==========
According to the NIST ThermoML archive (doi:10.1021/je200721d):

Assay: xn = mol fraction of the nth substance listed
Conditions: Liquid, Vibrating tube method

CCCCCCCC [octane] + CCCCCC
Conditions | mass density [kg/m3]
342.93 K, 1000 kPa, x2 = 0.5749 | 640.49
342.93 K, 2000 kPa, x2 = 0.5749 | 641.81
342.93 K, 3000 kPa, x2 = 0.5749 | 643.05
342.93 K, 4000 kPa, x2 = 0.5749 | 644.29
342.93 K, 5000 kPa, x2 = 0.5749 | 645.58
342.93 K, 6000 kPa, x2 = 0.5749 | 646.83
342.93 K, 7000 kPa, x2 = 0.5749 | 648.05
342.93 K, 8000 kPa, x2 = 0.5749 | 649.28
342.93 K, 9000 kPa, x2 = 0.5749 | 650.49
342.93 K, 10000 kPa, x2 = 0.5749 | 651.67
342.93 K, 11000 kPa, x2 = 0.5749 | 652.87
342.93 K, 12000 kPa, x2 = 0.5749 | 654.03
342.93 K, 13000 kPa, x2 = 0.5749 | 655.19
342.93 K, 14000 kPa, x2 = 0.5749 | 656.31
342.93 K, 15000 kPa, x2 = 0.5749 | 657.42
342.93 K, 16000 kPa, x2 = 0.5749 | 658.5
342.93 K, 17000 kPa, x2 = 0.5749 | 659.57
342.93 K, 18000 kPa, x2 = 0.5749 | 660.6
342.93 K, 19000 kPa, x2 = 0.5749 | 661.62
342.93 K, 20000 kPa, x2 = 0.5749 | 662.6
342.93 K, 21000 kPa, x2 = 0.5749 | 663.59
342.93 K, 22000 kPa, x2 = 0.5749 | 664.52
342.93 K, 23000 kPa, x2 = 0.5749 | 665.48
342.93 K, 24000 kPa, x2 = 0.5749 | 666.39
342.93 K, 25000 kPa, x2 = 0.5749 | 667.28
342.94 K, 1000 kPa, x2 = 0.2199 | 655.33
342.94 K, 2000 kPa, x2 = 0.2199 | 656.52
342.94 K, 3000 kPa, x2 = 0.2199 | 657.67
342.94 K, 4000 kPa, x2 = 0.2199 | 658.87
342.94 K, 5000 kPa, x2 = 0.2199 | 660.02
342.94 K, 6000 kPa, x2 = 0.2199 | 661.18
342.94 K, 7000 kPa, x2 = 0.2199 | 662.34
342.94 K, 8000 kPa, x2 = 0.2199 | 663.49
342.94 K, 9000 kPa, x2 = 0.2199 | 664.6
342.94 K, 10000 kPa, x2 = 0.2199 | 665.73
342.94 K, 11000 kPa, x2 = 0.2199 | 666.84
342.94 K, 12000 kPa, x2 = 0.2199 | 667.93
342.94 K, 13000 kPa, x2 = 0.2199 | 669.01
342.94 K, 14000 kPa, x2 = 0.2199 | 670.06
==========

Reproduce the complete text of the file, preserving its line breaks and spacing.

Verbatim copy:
According to the NIST ThermoML archive (doi:10.1021/je200721d):

Assay: xn = mol fraction of the nth substance listed
Conditions: Liquid, Vibrating tube method

CCCCCCCC [octane] + CCCCCC
Conditions | mass density [kg/m3]
342.93 K, 1000 kPa, x2 = 0.5749 | 640.49
342.93 K, 2000 kPa, x2 = 0.5749 | 641.81
342.93 K, 3000 kPa, x2 = 0.5749 | 643.05
342.93 K, 4000 kPa, x2 = 0.5749 | 644.29
342.93 K, 5000 kPa, x2 = 0.5749 | 645.58
342.93 K, 6000 kPa, x2 = 0.5749 | 646.83
342.93 K, 7000 kPa, x2 = 0.5749 | 648.05
342.93 K, 8000 kPa, x2 = 0.5749 | 649.28
342.93 K, 9000 kPa, x2 = 0.5749 | 650.49
342.93 K, 10000 kPa, x2 = 0.5749 | 651.67
342.93 K, 11000 kPa, x2 = 0.5749 | 652.87
342.93 K, 12000 kPa, x2 = 0.5749 | 654.03
342.93 K, 13000 kPa, x2 = 0.5749 | 655.19
342.93 K, 14000 kPa, x2 = 0.5749 | 656.31
342.93 K, 15000 kPa, x2 = 0.5749 | 657.42
342.93 K, 16000 kPa, x2 = 0.5749 | 658.5
342.93 K, 17000 kPa, x2 = 0.5749 | 659.57
342.93 K, 18000 kPa, x2 = 0.5749 | 660.6
342.93 K, 19000 kPa, x2 = 0.5749 | 661.62
342.93 K, 20000 kPa, x2 = 0.5749 | 662.6
342.93 K, 21000 kPa, x2 = 0.5749 | 663.59
342.93 K, 22000 kPa, x2 = 0.5749 | 664.52
342.93 K, 23000 kPa, x2 = 0.5749 | 665.48
342.93 K, 24000 kPa, x2 = 0.5749 | 666.39
342.93 K, 25000 kPa, x2 = 0.5749 | 667.28
342.94 K, 1000 kPa, x2 = 0.2199 | 655.33
342.94 K, 2000 kPa, x2 = 0.2199 | 656.52
342.94 K, 3000 kPa, x2 = 0.2199 | 657.67
342.94 K, 4000 kPa, x2 = 0.2199 | 658.87
342.94 K, 5000 kPa, x2 = 0.2199 | 660.02
342.94 K, 6000 kPa, x2 = 0.2199 | 661.18
342.94 K, 7000 kPa, x2 = 0.2199 | 662.34
342.94 K, 8000 kPa, x2 = 0.2199 | 663.49
342.94 K, 9000 kPa, x2 = 0.2199 | 664.6
342.94 K, 10000 kPa, x2 = 0.2199 | 665.73
342.94 K, 11000 kPa, x2 = 0.2199 | 666.84
342.94 K, 12000 kPa, x2 = 0.2199 | 667.93
342.94 K, 13000 kPa, x2 = 0.2199 | 669.01
342.94 K, 14000 kPa, x2 = 0.2199 | 670.06